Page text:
The Difference Between Adult Onset Asthma and Childhood Asthma
Asthma that comes when you’re an adult
In response to reader inquiries, I would like to address the somewhat puzzling fact that some individuals develop asthma in adulthood. For many, this seems unusual as we all have acquaintances (family or other) that had asthma or allergies as a child and “grew out of it.” Others have had asthma since they were children.
Developing asthma as an adult
While they are in the minority, roughly 10% to 20% of adults with asthma developed their asthma as an adult. As this is less common, the diagnosis of adult-onset asthma can be more tricky to diagnose. Some adults will, instead, be given a diagnosis of chronic bronchitis. If they have smoked cigarettes in the past (or present), doctors might consider them to have chronic obstructive pulmonary disease (COPD), which is found almost exclusively in individuals with a heavy smoking history (smoking a pack a day for 20 or more years).
In order to accurately diagnose adult-onset asthma, you should talk to your physician about your symptoms (e.g. wheeze, cough, shortness of breath); what brings on your symptoms, and ask that he or she consider performing pulmonary function tests (PFTs). This test will help distinguish adult asthma symptoms from other causes of shortness of breath.
Adult asthma is a little different from childhood asthma
There are a few features that researchers have identified that are different in adult onset asthma compared to child-onset asthma:
- Typically, adult-onset asthma patients are unlikely to “outgrow” their asthma and are somewhat more likely to require daily controller medications. A recent study showed that, in contrast to childhood asthma, only 5% of individuals with adult-onset asthma went into remission (when they no longer need treatment for their asthma).
- Women are more likely than men to develop asthma after the age of 20. This may be related to female hormones, as it has also been observed that many women with asthma will have more symptoms at the beginning of menstruation.
- While important, the role of allergies in adult-onset asthma is less significant than those with childhood-onset asthma (see earlier entry on association between asthma and allergies). It is more likely that adult-onset asthmatics will have so-called irritant triggers - such as exhaust, strong smells, and dust particles. Also, as there is a risk of asthma that is associated with exposures at work - occupational asthma.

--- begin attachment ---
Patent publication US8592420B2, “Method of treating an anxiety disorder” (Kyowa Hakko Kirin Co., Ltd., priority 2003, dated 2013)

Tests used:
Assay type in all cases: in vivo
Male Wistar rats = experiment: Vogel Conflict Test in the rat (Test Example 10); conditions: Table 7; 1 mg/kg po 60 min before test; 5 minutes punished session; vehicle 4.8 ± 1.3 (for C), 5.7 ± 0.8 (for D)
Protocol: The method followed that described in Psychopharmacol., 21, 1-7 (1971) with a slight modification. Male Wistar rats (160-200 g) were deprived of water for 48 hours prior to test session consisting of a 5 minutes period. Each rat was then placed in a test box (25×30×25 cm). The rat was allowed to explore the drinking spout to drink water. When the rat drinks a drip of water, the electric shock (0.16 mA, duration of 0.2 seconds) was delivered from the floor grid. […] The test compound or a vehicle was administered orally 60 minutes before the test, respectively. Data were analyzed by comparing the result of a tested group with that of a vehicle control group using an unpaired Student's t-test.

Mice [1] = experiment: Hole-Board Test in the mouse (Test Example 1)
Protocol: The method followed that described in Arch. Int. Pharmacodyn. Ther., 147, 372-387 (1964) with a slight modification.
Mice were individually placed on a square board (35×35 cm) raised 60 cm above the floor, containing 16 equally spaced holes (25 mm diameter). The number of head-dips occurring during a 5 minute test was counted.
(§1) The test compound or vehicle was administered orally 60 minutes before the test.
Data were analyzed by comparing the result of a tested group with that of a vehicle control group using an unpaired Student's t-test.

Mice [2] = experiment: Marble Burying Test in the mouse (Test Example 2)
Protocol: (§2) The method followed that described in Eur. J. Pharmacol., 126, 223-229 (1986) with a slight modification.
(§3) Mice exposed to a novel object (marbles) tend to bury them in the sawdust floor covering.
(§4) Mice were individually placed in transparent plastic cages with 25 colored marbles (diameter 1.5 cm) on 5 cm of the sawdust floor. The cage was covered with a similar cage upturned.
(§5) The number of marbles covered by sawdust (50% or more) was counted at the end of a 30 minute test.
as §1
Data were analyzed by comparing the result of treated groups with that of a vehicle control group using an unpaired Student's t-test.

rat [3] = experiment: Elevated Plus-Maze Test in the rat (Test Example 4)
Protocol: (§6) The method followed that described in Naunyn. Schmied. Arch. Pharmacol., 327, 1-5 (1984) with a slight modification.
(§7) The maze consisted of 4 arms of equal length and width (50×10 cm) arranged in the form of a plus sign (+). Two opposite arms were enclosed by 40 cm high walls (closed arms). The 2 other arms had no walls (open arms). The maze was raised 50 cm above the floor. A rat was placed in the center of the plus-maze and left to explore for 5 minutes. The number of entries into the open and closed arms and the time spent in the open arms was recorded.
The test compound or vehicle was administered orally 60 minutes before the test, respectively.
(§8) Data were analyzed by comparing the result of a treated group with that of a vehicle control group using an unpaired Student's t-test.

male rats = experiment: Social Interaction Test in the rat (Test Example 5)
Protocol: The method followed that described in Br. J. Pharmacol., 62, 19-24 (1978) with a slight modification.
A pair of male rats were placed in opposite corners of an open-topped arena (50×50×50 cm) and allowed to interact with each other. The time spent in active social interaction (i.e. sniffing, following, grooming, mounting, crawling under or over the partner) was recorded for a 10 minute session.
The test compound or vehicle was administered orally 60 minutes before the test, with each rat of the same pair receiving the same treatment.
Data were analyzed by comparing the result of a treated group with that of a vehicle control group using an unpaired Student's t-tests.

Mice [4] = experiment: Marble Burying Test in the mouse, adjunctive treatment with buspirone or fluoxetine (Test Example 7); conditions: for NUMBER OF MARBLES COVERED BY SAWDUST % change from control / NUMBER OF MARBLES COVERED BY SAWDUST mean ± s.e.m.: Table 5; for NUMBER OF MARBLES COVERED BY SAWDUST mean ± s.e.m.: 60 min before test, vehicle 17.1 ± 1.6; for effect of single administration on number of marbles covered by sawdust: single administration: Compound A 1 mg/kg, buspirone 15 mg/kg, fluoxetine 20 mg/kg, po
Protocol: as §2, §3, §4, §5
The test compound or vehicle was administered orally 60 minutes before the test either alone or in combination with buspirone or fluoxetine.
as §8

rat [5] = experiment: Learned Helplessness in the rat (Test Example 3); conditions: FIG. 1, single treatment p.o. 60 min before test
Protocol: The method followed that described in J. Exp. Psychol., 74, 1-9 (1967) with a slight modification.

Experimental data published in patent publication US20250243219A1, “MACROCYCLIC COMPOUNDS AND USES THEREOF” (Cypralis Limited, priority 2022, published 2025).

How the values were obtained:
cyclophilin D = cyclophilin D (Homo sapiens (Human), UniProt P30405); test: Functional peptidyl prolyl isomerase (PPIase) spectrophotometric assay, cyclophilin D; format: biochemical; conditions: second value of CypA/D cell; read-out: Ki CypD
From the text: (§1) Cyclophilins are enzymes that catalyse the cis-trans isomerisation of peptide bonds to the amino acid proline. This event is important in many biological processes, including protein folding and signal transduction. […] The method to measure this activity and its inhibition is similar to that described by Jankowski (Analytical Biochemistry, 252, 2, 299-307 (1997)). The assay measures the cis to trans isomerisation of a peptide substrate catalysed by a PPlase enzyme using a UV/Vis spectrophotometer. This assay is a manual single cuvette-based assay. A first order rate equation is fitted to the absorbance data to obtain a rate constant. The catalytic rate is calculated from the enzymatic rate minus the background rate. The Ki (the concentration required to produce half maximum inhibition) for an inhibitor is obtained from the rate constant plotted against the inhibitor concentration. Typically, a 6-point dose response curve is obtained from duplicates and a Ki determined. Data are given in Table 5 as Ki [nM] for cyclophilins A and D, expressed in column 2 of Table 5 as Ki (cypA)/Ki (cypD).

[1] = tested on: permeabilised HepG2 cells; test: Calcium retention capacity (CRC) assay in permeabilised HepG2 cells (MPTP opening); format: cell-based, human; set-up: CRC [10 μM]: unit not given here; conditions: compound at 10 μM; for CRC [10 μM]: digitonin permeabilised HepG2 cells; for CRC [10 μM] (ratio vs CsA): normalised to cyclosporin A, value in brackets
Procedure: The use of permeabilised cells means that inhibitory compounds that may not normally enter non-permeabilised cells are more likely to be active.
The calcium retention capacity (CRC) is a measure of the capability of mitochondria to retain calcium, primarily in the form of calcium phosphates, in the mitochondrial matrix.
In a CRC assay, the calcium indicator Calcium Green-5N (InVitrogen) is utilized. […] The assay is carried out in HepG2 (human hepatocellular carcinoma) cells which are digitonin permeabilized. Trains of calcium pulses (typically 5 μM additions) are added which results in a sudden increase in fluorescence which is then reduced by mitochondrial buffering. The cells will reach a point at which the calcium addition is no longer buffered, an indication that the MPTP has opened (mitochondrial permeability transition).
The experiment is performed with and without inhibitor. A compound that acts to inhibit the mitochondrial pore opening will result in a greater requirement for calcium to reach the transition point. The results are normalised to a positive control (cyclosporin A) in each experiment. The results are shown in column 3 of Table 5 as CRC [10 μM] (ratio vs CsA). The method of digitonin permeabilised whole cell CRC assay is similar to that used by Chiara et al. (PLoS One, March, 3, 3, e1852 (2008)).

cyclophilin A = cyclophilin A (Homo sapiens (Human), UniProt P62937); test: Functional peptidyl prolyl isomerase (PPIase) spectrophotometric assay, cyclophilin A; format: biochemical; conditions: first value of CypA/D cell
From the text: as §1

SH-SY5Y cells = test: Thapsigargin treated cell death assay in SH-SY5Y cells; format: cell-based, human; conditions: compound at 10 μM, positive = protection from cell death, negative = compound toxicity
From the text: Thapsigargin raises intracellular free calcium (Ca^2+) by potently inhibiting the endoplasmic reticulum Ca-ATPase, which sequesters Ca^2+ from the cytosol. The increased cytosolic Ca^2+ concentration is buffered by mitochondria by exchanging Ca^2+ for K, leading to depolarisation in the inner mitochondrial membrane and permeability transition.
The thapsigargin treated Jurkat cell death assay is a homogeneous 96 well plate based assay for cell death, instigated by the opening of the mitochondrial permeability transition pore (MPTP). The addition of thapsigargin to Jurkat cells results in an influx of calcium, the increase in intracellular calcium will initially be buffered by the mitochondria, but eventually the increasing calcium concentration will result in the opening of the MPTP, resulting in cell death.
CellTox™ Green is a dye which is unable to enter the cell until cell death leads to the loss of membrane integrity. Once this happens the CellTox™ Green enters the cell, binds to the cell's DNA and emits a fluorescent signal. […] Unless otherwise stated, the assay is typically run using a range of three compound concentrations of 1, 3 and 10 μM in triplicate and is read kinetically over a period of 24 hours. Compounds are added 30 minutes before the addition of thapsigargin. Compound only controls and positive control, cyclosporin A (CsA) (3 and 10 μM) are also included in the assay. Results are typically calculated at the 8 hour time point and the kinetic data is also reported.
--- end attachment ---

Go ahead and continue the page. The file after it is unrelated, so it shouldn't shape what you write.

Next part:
It should be made clear that for asthmatics of all ages, viral upper respiratory infections (a cold, for example) remain a very common trigger for asthma flares.
Adult-onset asthma treatment
Compared to the differences in causes and diagnosis of asthma in adults, asthma treatment for adult-onset asthma is very similar to treatment for individuals with childhood-onset asthma. The key elements are:
- Asthma trigger identification and avoidance
- Monitoring peak flow and asthma symptoms at home
- Taking medications as prescribed, especially controller medications.
As usual, any asthma treatment plan will be individualized and the product of direct communication with your asthma provider.
There is one important note regarding asthma treatment in adults - whether adult or childhood onset. Unlike children and adolescents, adults are more likely to have other medical issues for which they are taking medication. Some of these conditions and treatments may be affected by asthma medications. It is critical that your asthma provider know all the medications you are taking when putting together an asthma treatment plan - both prescription and over-the-counter.
While there are subtle differences between adult and childhood-onset asthma in terms of diagnosis and prognosis, the goals of treatment for the doctor and patient remain the same - trigger avoidance, symptom control, and an individually tailored action plan and medication regimen.
Frederic Little is an Assistant Professor in the Department of Medicine at Boston University. He attends on the Allergy Consultation Service as well as the Medical Intensive Care Unit and Pulmonary Consultation Service at Boston Medical Center. He wrote for HealthCentral as a health professional for Asthma and Allergy.